Florida is a hotbed for real estate, making real estate disputes common. Real estate disagreements are usually complex, especially those among current and former family members.
Florida law outlines how to handle these disputes through partitioning.
What is a partition?
Partitioning is a legal tool for settling disputes among co-owners of a property. It allows each owner to receive their share of the property when disagreements arise. Partitions usually come into play when at least one interested party does not want to negotiate change. Examples of common reasons for partitioning include divorce, heir disputes and owners having different goals for the property.
What are some possible outcomes of partitioning?
Partitioning typically has a few possible outcomes. If one or multiple parties wish to dissolve their interests in the property, while one or more parties want to acquire the other shares, they can arrange a buyout. If the property owners cannot successfully organize a buyout deal, owners can petition the court for partitioning. There are two types of partition. The first partition type is “in kind,” in which a court equitably divides the property among its owners. The title will reflect this change. The second form of partitioning is “by sale,” which involves selling the property and equitably dividing the proceeds among its owners. Partitions by sale take place either through a private sale or public auction.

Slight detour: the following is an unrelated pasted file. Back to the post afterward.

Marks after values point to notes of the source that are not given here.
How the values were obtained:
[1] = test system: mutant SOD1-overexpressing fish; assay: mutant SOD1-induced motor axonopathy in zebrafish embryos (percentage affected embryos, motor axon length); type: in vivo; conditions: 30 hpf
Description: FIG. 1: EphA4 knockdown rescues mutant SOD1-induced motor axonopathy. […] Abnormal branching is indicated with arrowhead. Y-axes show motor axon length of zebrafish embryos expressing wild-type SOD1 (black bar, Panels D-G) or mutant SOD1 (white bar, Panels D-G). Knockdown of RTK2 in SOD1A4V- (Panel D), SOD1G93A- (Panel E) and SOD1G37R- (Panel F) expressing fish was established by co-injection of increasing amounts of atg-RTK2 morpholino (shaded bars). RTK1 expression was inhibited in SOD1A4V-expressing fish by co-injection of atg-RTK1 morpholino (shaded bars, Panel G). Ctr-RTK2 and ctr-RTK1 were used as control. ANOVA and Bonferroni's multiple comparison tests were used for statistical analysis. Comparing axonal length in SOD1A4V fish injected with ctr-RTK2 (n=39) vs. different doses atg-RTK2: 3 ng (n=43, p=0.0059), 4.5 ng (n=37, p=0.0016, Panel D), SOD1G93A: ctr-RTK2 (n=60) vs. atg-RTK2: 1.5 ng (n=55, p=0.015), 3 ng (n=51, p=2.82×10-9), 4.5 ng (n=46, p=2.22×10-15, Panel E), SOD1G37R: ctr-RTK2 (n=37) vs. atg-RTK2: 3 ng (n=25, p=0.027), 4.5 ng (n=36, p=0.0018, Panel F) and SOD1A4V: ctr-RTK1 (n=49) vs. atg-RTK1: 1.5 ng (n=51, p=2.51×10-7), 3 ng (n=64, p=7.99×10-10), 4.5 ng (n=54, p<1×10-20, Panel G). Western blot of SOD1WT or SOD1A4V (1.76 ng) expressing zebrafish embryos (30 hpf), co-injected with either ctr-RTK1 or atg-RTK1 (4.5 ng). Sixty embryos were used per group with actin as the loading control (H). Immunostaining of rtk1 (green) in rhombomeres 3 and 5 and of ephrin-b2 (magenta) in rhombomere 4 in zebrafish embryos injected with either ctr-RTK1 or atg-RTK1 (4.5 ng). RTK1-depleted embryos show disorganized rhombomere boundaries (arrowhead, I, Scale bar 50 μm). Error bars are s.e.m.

Florida law makes provisions for handling real estate disputes. Understanding the role of partitions can make a difference when struggling with contentious real estate issues.